Lenovo Yoga 710 (11") review: Screen

Lenovo has, for the most part, nailed the Yoga 11 710's screen, though. It has a few shortcomings, but ultimately uses the right tech for the right results at the price.

This is a 11.6-inch 1920 x 1080 pixel IPS LCD touchscreen with the character of a tablet display. It's glossy, covered with toughened glass, it's fairly sharp and a lack of air gaps in the screen construction makes it appear completely black when the display is off.

That last part may not sound exciting, but it is important. As a glossy screen it is prone to reflections, so can't afford any aspect that might reduce its in-context contrast.

We've used the Lenovo Yoga 11 710 outside on a sunny day, and while it's not quite as handy as a very bright matt-finish laptop, its clarity is only slightly worse than a MacBook Pro. After all, its max brightness of 346cd/m is quite bright.

Lenovo Yoga 710 11 review

The Lenovo Yoga 11 710's colour performance is mixed. To the eye, it looks quite good. In daylight the contrast of the screen appears great, and a warm-leaning tone is easy on the eye. However, our colorimeter shows that its actual abilities aren't that hot.

It covers just 61.6 per cent of the sRGB colour gamut, and 42.5 per cent of Adobe RGB. The Lenovo Yoga 11 710 doesn't have a technically brilliant screen, but thanks to its use of up-to-date screen construction and good calibration (its average DeltaE is 0.14), the impression it leaves is of a good one.

Viewing angles are good too, aside from some loss of brightness at an angle. These are a must for any hybrid-style laptop.

Lenovo Yoga 710 (11") review: Performance

The Lenovo Yoga 11 710 is “right for the money” in several respects, but we reach the crux of its specific portability-centric case is the CPU. Like the Lenovo Yoga 700, the Yoga 11 710 uses the Intel Core M m3-6y30 CPU.

This is a high-efficiency “premium” chipset, but not one designed to take on gruelling tasks. It's clocked at 0.9GHz and has a turbo boost of 1.5GHz. This is a dual-core CPU with four threads.

The same chipset is used in the entry-level version of the 12-inch MacBook, although Apple clocks its base frequency at 1.1GHz. It's not a weakling, and it certainly isn't a cheap chipset.

So where are its limits? Day-to-day, even a bottom-rung Core M processor laptop like this will feel about as fast as a Core i-series one.

However, they're not designed for prolonged, heavy-duty activity. If you're going to be doing more intensive tasks, you'd be better off with the Intel Core i-series 900. But yes, it can run Photoshop.

It scores 1998 in PCMark 8 and 4712 (2416 single) in Geekbench 3. As you’d expect, these are lower than an Intel Core i5 or i7 machine, but are respectable.

Its gaming is very poor even compared with the integrated graphics chipset of a latest-generation Intel Core i5, though.

The Lenovo Yoga 11 710 can't hack games like 2013's Thief, at all. Even after dropping the visuals to minimum level and the resolution to 720p, it managed a dismal 8.3fps, dropping to a slideshow-like 2.6fps with the resolution and visuals upped.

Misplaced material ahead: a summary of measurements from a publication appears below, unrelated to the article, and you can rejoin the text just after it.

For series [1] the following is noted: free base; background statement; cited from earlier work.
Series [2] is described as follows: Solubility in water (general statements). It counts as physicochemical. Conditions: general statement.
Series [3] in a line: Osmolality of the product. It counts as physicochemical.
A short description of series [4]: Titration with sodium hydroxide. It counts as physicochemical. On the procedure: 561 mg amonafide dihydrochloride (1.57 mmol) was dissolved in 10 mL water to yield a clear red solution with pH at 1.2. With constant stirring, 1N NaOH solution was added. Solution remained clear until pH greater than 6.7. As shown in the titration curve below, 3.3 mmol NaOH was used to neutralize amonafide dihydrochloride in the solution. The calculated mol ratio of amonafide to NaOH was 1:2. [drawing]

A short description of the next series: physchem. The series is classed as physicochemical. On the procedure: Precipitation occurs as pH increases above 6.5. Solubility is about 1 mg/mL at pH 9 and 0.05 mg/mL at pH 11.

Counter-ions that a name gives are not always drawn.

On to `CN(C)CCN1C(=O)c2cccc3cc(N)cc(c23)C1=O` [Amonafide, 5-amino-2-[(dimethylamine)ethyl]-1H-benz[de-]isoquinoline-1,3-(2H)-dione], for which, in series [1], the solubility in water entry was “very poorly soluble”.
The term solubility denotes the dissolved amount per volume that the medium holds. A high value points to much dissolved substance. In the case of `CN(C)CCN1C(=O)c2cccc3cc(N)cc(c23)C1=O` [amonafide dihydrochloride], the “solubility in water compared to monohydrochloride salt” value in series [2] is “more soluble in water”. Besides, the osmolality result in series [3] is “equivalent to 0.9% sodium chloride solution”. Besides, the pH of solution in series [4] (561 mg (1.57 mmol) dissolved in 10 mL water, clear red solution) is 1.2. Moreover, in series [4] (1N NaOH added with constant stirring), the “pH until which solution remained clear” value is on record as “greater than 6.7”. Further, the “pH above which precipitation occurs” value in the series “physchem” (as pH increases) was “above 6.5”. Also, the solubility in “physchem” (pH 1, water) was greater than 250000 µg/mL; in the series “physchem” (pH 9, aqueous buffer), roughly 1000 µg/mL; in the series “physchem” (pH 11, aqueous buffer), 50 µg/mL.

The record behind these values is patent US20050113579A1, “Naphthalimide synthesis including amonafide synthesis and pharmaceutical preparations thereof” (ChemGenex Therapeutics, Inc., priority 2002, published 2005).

Even the less demanding Alien:Isolation is totally unplayable too. At 720p, low settings, it runs at an average 12.8fps, dropping to 6.9 at 1080p, high settings.

Games are almost a no-go area for the Lenovo Yoga 11 710, although we did get Skyrim running passably at 720p with lowest settings applied. You're going to have to stick to very old, or very undemanding titles.

As the Lenovo Yoga 11 710 is passively cooled (no fans) and has no spinning platter hard drive, it's totally silent in use. With light duties, only the very back of the laptop's underside gets a little warm.

The 128GB of storage is provided by an SSD, but it's not the bizarrely fast kind you'll find in some ultra-expensive laptops. It can write at 157MB/s and read at 538MB/s. The fastest models are almost 3x as fast, but it still comfortably beats any hard drive and is lightyears faster than the eMMC storage of a cheaper tablet or solid state laptop.

As with the display, it’s not top-end, but is good enough to offer step-up real-life performance.

Lenovo Yoga 710 (11") review: Sound Quality

We did not have great expectations for the Lenovo Yoga 11 710’s speakers, but they are surprisingly respectable for a slim and light laptop. Two drivers fire out from the front of the laptop’s underside, and they produce a fuller, richer sound than expected, as well as fair max volume that doesn’t cause distortion.

There’s a granularity to the mids, but it’s not unpleasant. These are surprisingly decent speakers. And like the best laptops drivers, extend beyond the width of the laptop, as  minor a feat as that might seem in a laptop this size.

Lenovo Yoga 710 (11") review: Battery Life

Lenovo claims the 40Wh battery of the Yoga 11 710 will last for eight hours. But if anything, that's very conservative. We achieved almost dead on that using the laptop out and about for a day's work, which included several hours with the display on maximum brightness to combat the glossy display's reflectivity on a sunny day.

When simply playing an MP4 video direct from the SSD at 120 cd/m brightness, the Lenovo Yoga 11 710 lasts 9 hours 45 minutes hours. This is a very long-lasting laptop, and a pretty strong case for Intel's latest Core M processors when Core i-series alternatives often struggle to last their “claimed” hours in real use.


Lenovo Yoga 710 11": Specs

  • 11.6-inch (1920 x 1080) 189.9dpi IPS LCD glossy
  • 0.9GHz Intel Core M3-6Y30 (1.5GHz boost) 2 cores, 4 threads
  • Intel HD 515 GPU
  • 128GB SSD
  • 802.11b/g/n/ac single-band 1x1 MIMO
  • Bluetooth 4.1
  • 1x USB 3.0
  • micro HDMI
  • stereo speakers
  • HD webcam (720p)
  • single mic
  • 3.5mm headset jack
  • UK tiled keyboard with numberpad
  • two-button trackpad
  • 40Wh lithium-ion battery (non-removable)
  • 281 x 195 x 14.9mm
  • 1.04 kg

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